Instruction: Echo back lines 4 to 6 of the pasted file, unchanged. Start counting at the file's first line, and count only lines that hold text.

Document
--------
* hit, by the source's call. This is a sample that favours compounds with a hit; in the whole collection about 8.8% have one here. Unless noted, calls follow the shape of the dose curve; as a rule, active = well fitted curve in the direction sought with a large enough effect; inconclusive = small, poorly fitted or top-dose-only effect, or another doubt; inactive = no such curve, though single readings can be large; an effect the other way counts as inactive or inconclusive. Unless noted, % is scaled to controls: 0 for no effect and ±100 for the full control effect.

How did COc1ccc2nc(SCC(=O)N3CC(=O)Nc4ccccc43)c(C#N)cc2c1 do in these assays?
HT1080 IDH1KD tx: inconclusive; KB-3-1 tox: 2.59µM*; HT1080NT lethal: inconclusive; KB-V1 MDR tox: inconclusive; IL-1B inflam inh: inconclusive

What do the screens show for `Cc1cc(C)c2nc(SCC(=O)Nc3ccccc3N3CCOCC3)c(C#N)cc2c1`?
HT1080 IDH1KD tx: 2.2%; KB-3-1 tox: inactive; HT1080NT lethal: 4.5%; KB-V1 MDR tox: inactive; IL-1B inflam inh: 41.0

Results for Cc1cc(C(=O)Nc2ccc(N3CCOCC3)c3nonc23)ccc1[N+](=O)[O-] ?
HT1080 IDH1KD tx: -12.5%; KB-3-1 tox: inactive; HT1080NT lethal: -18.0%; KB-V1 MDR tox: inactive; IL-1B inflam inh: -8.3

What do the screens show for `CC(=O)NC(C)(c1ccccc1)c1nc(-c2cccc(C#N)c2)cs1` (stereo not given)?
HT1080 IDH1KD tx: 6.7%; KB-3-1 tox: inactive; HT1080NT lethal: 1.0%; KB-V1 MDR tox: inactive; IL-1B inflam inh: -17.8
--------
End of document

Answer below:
What do the screens show for `Cc1cc(C)c2nc(SCC(=O)Nc3ccccc3N3CCOCC3)c(C#N)cc2c1`?
HT1080 IDH1KD tx: 2.2%; KB-3-1 tox: inactive; HT1080NT lethal: 4.5%; KB-V1 MDR tox: inactive; IL-1B inflam inh: 41.0

Results for Cc1cc(C(=O)Nc2ccc(N3CCOCC3)c3nonc23)ccc1[N+](=O)[O-] ?